|[ Team LiB ]|
The Unified Modeling Language (UML) has evolved into an industry standard for documenting the components of an object-oriented system. The construction of a model that maps to the real-world object is half the solution to the problem. The model abstracts the necessary details of the software problem and maps the real-world objects to their corresponding software system artifacts. This section gives a short introduction of UML.
Because UML is a language itself, it provides its own set of rules, notations, and syntax. The notations are used in a set of specialized software diagrams that represent different facets of the solution. The notations are governed by a set of rules and the diagrams are created by combining the shapes to conform to the UML syntax. UML is managed by the Object Management Group (OMG) and was greatly influenced by other object-oriented analysis and design techniques. Most of the notations have been adopted from two of the most popular techniques: Rumbaugh's object modeling technique (OMT) and Booch's object-oriented design (OOD). For a full specification of UML, refer to the OMG's site at http://www.omg.org/uml.
Now let's take a brief look at the different notations available as part of UML.
Each of the UML diagrams is designed to give a different perspective to the different parties involved in a software solution. The degree of abstraction also varies from diagram to diagram. UML defines the diagrams representing the different perspective of the problem as grouped in the following major categories. There is no hard-and-fast rule on the category because these diagrams can be subcategorized even further. Table 5.3 summarizes the UML diagrams.
Apart from those listed in Table 5.3, there are model management diagrams that include packages, subsystems, and models. Creating these diagrams appears to be a lot of work, but UML has evolved into a popular standard and the number of tools that help create these diagrams has increased. Now let's see some of the diagrams in detail with the help of the global auctions management system described earlier in the chapter.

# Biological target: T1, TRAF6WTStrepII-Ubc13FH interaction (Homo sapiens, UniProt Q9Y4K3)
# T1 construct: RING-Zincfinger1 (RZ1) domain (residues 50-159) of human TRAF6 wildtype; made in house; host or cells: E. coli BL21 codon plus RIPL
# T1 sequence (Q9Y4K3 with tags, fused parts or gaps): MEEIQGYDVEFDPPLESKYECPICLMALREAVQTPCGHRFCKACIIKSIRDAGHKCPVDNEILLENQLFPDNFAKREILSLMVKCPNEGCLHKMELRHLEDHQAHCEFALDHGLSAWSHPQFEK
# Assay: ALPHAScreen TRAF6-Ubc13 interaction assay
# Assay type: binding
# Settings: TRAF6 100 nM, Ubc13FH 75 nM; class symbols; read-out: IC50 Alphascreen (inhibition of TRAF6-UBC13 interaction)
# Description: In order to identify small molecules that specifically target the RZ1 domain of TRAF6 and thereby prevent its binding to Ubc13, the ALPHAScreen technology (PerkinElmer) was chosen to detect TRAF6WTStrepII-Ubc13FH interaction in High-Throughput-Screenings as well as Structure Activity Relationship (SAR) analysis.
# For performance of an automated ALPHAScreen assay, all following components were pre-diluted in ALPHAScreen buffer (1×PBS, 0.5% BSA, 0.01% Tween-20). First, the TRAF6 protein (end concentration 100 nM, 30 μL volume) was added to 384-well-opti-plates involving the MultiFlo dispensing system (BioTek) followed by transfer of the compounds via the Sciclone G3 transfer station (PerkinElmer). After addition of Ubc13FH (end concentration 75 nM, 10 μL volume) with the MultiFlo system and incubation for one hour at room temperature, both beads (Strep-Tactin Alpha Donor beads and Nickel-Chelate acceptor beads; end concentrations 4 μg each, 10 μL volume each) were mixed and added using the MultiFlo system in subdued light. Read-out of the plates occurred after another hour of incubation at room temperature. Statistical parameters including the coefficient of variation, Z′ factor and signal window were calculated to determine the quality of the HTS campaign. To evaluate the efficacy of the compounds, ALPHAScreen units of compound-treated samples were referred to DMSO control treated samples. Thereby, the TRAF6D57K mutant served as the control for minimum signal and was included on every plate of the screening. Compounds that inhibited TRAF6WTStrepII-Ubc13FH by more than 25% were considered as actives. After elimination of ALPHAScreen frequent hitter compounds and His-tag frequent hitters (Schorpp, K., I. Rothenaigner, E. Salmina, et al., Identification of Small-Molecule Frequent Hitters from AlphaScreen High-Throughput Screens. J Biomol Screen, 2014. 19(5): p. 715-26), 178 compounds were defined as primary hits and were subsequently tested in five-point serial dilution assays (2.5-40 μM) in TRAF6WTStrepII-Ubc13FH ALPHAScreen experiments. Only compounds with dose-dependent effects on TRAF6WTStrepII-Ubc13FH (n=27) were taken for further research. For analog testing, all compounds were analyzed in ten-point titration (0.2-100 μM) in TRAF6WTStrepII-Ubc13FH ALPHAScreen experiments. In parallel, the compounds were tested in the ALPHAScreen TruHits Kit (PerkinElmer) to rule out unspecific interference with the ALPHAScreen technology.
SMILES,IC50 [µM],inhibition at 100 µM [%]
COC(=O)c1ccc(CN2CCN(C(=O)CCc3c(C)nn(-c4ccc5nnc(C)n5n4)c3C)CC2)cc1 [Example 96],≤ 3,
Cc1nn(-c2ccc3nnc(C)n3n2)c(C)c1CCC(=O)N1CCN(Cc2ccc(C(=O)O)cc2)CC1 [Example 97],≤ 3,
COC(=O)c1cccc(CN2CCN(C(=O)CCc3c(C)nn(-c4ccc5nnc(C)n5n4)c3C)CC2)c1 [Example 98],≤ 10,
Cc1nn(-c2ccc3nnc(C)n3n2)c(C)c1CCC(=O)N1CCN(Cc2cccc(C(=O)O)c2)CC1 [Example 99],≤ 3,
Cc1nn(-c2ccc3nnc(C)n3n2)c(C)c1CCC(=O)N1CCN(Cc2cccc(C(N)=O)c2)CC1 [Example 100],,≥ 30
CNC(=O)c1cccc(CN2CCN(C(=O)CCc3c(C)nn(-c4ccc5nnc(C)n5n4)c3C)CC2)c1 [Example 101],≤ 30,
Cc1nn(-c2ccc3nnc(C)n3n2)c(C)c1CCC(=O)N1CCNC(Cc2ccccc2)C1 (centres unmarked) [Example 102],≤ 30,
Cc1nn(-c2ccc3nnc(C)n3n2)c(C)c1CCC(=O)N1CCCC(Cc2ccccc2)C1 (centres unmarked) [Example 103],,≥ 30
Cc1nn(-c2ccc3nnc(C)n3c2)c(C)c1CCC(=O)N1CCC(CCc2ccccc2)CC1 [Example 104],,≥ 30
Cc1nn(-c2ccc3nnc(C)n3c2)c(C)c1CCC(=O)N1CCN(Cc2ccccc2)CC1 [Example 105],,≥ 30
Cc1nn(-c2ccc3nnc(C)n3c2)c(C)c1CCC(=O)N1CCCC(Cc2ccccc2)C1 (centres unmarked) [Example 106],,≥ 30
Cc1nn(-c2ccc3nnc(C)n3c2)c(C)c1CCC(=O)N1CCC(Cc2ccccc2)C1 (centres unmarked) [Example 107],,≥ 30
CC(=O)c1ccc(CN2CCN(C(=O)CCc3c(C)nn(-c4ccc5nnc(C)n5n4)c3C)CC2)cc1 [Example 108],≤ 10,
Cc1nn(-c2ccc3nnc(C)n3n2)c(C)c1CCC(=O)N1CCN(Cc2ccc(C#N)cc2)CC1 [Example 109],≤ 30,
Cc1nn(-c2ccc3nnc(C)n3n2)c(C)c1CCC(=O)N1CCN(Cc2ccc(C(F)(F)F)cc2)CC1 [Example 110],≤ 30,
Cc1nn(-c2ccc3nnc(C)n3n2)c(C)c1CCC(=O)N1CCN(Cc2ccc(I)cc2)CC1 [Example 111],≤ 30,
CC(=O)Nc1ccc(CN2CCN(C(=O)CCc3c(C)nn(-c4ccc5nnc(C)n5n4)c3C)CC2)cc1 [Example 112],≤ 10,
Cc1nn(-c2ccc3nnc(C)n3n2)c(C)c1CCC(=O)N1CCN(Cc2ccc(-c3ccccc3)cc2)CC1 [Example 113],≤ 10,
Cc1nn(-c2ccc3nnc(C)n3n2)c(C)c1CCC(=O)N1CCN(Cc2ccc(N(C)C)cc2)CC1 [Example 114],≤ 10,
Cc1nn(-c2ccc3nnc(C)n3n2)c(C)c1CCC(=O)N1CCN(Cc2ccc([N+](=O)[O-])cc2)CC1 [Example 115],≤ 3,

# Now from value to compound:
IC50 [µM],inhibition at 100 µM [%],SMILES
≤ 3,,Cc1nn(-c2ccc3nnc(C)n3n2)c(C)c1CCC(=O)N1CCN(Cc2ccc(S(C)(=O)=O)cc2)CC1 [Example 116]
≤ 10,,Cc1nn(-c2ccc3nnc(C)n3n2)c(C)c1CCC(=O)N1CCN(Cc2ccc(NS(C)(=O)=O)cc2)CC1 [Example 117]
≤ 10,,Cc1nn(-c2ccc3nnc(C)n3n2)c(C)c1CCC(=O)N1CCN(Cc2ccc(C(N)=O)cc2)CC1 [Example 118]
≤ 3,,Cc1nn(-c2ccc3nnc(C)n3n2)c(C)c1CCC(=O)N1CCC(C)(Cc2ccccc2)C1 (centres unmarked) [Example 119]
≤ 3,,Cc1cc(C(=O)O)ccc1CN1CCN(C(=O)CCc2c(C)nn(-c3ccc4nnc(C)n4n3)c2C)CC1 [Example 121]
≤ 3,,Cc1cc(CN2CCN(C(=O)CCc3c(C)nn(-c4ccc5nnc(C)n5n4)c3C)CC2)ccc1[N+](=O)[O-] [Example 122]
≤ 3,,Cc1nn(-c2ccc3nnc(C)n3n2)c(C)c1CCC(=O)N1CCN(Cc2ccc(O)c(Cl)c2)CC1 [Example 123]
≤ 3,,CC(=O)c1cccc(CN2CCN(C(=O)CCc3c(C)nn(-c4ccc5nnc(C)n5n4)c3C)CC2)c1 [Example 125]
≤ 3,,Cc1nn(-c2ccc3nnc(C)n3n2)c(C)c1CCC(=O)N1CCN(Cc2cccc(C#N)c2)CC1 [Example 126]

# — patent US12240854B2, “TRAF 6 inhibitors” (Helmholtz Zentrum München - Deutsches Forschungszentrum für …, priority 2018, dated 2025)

Use Case Diagram
This diagram describes what a system does. A use case is a summary of all the scenarios for completing a task. Let's take the case of the global auctions system in which a one-time user (guest) is one of the actors. Figure 5.7 illustrates all the communications between the guest and the related use cases.
As you can see, these diagrams are an effective way of representing the functionality and communicating the business process to clients.
As Figure 5.8 illustrates, class diagrams are an effective way of representing a system overview with its classes and the relationships among them.
Packages organize the classes into well-defined groups. Figure 5.9 illustrates part of the sample package structure for the global auctions application.
A sequence diagram is an interaction map that represents how operations are executed over time. Figure 5.10 illustrates part of the sample sequence diagram for the customer registration process.
The collaboration diagram is an interaction chart similar to the sequence diagram, but the focus is on the object roles instead of the times that messages are sent. Figure 5.11 illustrates part of the sample collaboration diagram for the customer registration process.
The activity diagram is a sophisticated flowchart and it shows how the different activities are interdependent. Figure 5.12 illustrates part of the sample activity diagram for the auction closing process.
A deployment diagram represents the physical configurations of the system. Figure 5.13 illustrates the deployment diagram for part of the global auctions system.
We just saw some of the different UML diagrams that give different users their perspective of the system. Now let's move on to the MVC pattern, which gives an effective design strategy for the enterprise applications we discussed earlier.
|[ Team LiB ]|